Bradbury, Ray (Douglas)
BRADBURY, Ray (Douglas)
Nationality: American. Born: Waukegan, Illinois, 22 August 1920. Education: Los Angeles High School, graduated 1938. Family: Married Marguerite Susan McClure in 1947; four daughters. Career: Full-time writer, from 1943. President, Science-Fantasy Writers of America, 1951-53. Member of the Board of Directors, Screen Writers Guild of America, 1957-61. Lives in Los Angeles. Awards: O. Henry prize, 1947, 1948; Benjamin Franklin award, 1954; American Academy award, 1954; Boys' Clubs of America Junior Book award, 1956; Golden Eagle award, for screenplay, 1957; Ann Radcliffe award, 1965, 1971; Writers Guild award, 1974; Aviation and Space Writers award, for television documentary, 1979; Gandalf award, 1980. D.Litt.: Whittier College, California, 1979.
Dark Carnival. 1947; abridged edition, 1948; abridged edition, asThe Small Assassin, 1962.
The Martian Chronicles. 1950; as The Silver Locusts, 1951.
The Illustrated Man. 1951.
The Golden Apples of the Sun. 1953.
The October Country. 1955.
Sun and Shadow. 1957.
A Medicine for Melancholy. 1959; as The Day It Rained Forever, 1959.
The Pedestrian. 1962.
The Machineries of Joy. 1964.
The Vintage Bradbury. 1965.
The Autumn People. 1965.
Tomorrow Midnight. 1966.
Twice Twenty Two (selection). 1966.
I Sing the Body Electric! 1969.
Bloch and Bradbury, with Robert Bloch. 1969; as Fever Dreams and Other Fantasies, 1970.
(Selected Stories), edited by Anthony Adams. 1975.
Long after Midnight. 1976.
The Best of Bradbury. 5 vols., 1976.
To Sing Strange Songs. 1979.
The Aqueduct. 1979.
The Stories of Bradbury. 1980.
The Last Circus, and The Electrocution. 1980.
The Love Affair (includes verse). 1982.
Dinosaur Tales. 1983.
A Memory of Murder. 1984.
Fever Dream. 1987.
The Other Foot. 1987.
The Veldt. 1987.
The Fog Horn. 1987.
The April Witch. 1987.
The Dragon. 1988.
The Toynbee Convector. 1988.
There Will Come Soft Rains. 1989.
The Smile. 1991.
Fahrenheit 451. 1953.
Dandelion Wine. 1957.
Something Wicked This Way Comes. 1962.
Death Is a Lonely Business. 1985.
A Graveyard for Lunatics: Another Tale of Two Cities. 1990.
Green Shadows, White Whale. 1992.
The Meadow, in Best One-Act Plays of 1947-48, edited by Margaret Mayorga. 1948.
The Anthem Sprinters and Other Antics (produced 1968). 1963.
The World of Bradbury (produced 1964).
The Wonderful Ice-Cream Suit (produced 1965; musical version, music by Jose Feliciano, produced 1990). Included in The Wonderful Ice-Cream Suit and Other Plays, 1972.
The Day It Rained Forever, music by Bill Whitefield (produced1988). 1966.
Christus Apollo, music by Jerry Goldsmith (produced 1969).
The Wonderful Ice-Cream Suit and Other Plays (includes The Veldt and To the Chicago Abyss). 1972.
Leviathan 99 (produced 1972).
Pillar of Fire and Other Plays for Today, Tomorrow, and Beyond Tomorrow (includes Kaleidoscope and The Foghorn). 1975.
The Foghorn (produced 1977). Included in Pillar of Fire and Other Plays, 1975.
That Ghost, That Bride of Time: Excerpts from a Play-in-Progress. 1976.
Forever and the Earth (radio play). 1984.
Flying Machine. 1986.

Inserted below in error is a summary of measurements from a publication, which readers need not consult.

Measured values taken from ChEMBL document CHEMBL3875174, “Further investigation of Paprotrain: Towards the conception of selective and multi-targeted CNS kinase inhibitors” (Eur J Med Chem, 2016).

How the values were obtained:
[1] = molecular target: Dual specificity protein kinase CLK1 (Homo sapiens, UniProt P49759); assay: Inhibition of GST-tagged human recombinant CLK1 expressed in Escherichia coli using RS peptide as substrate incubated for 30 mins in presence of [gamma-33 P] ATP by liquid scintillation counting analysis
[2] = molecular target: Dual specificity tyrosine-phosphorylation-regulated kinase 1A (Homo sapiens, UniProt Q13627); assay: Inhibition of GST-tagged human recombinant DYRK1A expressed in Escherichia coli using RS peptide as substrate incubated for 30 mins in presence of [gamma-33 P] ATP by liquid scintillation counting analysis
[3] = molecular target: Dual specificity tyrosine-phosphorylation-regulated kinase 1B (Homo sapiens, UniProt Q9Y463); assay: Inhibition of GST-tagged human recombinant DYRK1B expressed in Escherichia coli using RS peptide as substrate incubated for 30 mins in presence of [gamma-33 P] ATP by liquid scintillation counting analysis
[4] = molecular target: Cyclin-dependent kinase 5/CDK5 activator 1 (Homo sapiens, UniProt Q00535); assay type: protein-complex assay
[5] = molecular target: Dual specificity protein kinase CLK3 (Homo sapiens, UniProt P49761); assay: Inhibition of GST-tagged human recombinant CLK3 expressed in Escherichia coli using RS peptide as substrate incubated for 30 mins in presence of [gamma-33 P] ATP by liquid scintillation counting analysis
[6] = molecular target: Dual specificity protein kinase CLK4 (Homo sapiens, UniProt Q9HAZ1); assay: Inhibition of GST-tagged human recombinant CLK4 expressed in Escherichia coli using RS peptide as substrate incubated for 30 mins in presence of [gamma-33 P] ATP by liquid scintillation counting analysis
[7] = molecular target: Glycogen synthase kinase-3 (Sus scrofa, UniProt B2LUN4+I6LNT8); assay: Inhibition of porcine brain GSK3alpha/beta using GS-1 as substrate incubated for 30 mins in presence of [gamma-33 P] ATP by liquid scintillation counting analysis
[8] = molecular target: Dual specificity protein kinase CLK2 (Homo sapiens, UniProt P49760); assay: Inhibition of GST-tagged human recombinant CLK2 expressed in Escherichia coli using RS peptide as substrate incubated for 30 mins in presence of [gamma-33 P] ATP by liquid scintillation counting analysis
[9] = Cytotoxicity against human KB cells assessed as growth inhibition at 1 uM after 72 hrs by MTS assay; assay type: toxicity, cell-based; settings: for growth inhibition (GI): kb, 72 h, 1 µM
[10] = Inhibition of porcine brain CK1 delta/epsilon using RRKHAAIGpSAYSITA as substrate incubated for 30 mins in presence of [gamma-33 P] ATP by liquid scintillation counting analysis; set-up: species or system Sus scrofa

A Device Out of Time. 1986.
The Martian Chronicles, adaptation of his own stories (produced1977). 1986.
Fahrenheit 451, adaptation of his own novel (produced 1979). 1986.
Dandelion Wine, adaptation of his own story (produced 1977). 1988.
Falling Upward (produced 1988). 1988.
Bradbury on Stage. 1991.
It Came from Outer Space, with David Schwartz, 1952; Moby-Dick, with John Huston, 1956; Icarus Montgolfier Wright, with George C. Johnston, 1961; Picasso Summer (as Douglas Spaulding), with Edwin Booth, 1972; Something Wicked this Way Comes, 1983.
Shopping for Death, 1956, Design for Loving, 1958, Special Delivery, 1959, The Faith of Aaron Menefee, 1962, and The Life Work of Juan Diaz, 1963 (all Alfred Hitchcock Presents series); The Marked Bullet (Jane Wyman's Fireside Theater series), 1956; The Gift (Steve Canyon series), 1958; Tunnel to Yesterday (Trouble Shooters series), 1960; I Sing the Body Electric!, 1962, and The Elevator, 1986 (both Twilight Zone series); The Jail (Alcoa Premier series), 1962; The Groom (Curiosity Shop series), 1971; Marionettes, Inc., 1985, The Playground, 1985, The Crowd, 1985, Banshee, 1986, The Screaming Woman, 1986, and The Town Where No One Got Off, 1986 (all Bradbury Theatre series); Walking on Air, 1987; The Coffin, 1988 (U.K.); The Fruit at the Bottom of the Bowl, 1988; Skeleton, 1988; The Emissary, 1988; Gotcha!, 1988; The Man Upstairs, 1988; The Small Assassin, 1988; Punishment without Crime, 1988; On the Orient, North, 1988; Tyrannosaurous Rex, 1988; There Was an Old Woman, 1988; And So Died Raibouchinska, 1988; The Dwarf, 1989; A Miracle of Rare Device, 1989; The Lake, 1989; The Wind, 1989; The Pedestrian, 1989; A Sound of Thunder, 1989; The Wonderful Death of Dudley Stone, 1989; The Haunting of the New, 1989; To the Chicago Abyss, 1989; Hail and Farewell, 1989; The Veldt, 1989; Boys! Raise Giant Mushrooms in the Your Cellar!, 1989; Mars Is Heaven, 1990; The Murderer, 1990; Touched with Fire, 1990; The Black Ferris, 1990; Usher II, 1990; Exorcism, 1990; The Day It Rained Forever, 1990; A Touch of Petulance, 1990;—And the Moon Be Still as Bright, 1990; The Toynbee Convector, 1990; The Long Years, 1990; Here There Be Tygers, 1990; The Earth Men, 1992; Zero Hour, 1992; The Jar, 1992; Colonel Stonesteel and the "Desperate Empties," 1992; The Concrete Mixer, 1992; The Utterly Perfect Murder, 1992; Let's Play Poison, 1992; The Martian, 1992; The Lonely One, 1992; The Happiness Machine, 1992; The Long Rain, 1992; Down Wind from Gettysbury, 1992; Some Live like Lazarus, 1992; Fee Fi Fo Fum, 1992; Dora and the Great Wide World, 1992.